All that said the thing I've observed in sharpening is to get past the 'soft' factory edge. After a couple of sharpenings all the knives seem to hold their edge much longer.
     
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  13. After I 'make it my own' with freehand sharpening to my preference, my traditional knives' edges end up somewhere in the 25° - 30° inclusive (12.5° - 15° per side) ballpark. And even then, most are likely in the narrower end of that range. A few of mine might even be narrower than that.

    I generally don't even carry a knife until it's been profiled to something at or below 30° inclusive, at least. I've become spoiled on the effortless cutting afforded by such geometry and I'm not willing to use anything wider than that, anymore. I absolutely DON'T use my knives for anything other than cutting - no prying or screwdriver use at all. So long as I avoid such abuse, my edges hold up just fine and are simple to touch up as needed, thanks again to the narrower edge geometry making resharpening that much easier.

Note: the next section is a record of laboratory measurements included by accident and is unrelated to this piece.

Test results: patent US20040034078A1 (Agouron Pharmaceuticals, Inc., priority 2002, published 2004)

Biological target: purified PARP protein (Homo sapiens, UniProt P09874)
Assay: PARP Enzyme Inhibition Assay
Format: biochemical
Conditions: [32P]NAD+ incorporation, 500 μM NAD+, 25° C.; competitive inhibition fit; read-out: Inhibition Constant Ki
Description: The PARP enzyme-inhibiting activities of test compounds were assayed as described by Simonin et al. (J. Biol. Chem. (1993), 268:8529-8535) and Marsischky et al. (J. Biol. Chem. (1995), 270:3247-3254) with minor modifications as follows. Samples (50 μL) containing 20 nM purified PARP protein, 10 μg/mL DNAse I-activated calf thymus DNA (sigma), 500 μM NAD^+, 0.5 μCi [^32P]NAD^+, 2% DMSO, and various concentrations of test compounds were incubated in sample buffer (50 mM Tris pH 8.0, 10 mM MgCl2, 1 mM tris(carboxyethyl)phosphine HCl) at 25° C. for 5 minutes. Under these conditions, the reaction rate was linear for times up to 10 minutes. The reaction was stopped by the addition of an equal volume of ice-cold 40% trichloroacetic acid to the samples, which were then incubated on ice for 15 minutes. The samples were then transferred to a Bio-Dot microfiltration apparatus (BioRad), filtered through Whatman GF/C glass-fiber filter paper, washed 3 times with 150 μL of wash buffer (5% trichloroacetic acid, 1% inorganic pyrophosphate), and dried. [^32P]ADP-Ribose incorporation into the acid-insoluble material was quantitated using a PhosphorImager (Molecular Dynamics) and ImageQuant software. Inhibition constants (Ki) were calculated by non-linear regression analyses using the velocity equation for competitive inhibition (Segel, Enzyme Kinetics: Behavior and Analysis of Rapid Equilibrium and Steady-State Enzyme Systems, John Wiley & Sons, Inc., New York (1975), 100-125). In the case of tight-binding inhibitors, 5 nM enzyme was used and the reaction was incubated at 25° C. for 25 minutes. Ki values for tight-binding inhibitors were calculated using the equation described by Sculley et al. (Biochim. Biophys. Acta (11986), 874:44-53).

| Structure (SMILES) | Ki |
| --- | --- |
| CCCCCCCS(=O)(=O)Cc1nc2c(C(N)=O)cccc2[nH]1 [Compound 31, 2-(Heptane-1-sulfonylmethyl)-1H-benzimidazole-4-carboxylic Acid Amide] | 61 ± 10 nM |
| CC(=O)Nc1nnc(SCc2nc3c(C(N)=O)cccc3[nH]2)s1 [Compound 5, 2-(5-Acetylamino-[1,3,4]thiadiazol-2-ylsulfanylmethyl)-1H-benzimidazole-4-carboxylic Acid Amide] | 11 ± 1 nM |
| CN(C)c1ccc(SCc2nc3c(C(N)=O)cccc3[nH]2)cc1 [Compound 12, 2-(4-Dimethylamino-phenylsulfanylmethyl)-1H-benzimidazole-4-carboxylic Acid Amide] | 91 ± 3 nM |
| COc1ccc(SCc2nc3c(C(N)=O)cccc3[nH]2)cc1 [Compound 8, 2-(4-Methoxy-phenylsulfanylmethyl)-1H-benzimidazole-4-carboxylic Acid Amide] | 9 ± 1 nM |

Last edited: Jan 10, 2021
  14. afishhunter

    afishhunter Basic Member Basic Member

    Oct 21, 2014
    Pocket knives, hunting/sheath knives, and "kitchen knives": 10 DPS/20 degrees inclusive. That is what I was taught 60 odd years ago, and what a Case sharpening guide from the 1950's or 1960's I have, says to sharpen a knife to.

    The "tactical" 15 DPS "knife edge" hadn't been invented when I learned to sharpen. 15 DPS/30 degrees inclusive was what you put on your axe/hatchet/tomahawk, and maybe your meat cleaver, and/or spear head; not a knife.

    Exceptions:
    1)Scandi grind is whatever the bevel angle the factory used/uses. I'm not going to try and reprofile to 10DPS, or convert a Scandi grind to a Saber grind by putting a micro bevel on.

    2) My patch knife used when shooting my muzzleloaders is a straight razor. I sharpen it to a razor's 5 to 7 DPS. no micro bevel, unless it came with one. Spine and edge touch the stone, as designed.

    @Tx308 I remember reading that about the more acute angles holding an edge longer, too.
    I think it was in the article linked in his tread though, not in the thread itself .... maybe the "I tested the edge retention of 38 Steels" thread?
    (a sticky now over in General)

    EDIT:
    Stropping (or a butcher's/chef's steel) usually restores any rare rolled edge, in my experience.
    I've never had an edge chip.
     
    Last edited: Jan 9, 2021
  15. CAP55

    CAP55

    20
    Dec 29, 2020
    What the manufacturers say:
    Case: 10-15 DPS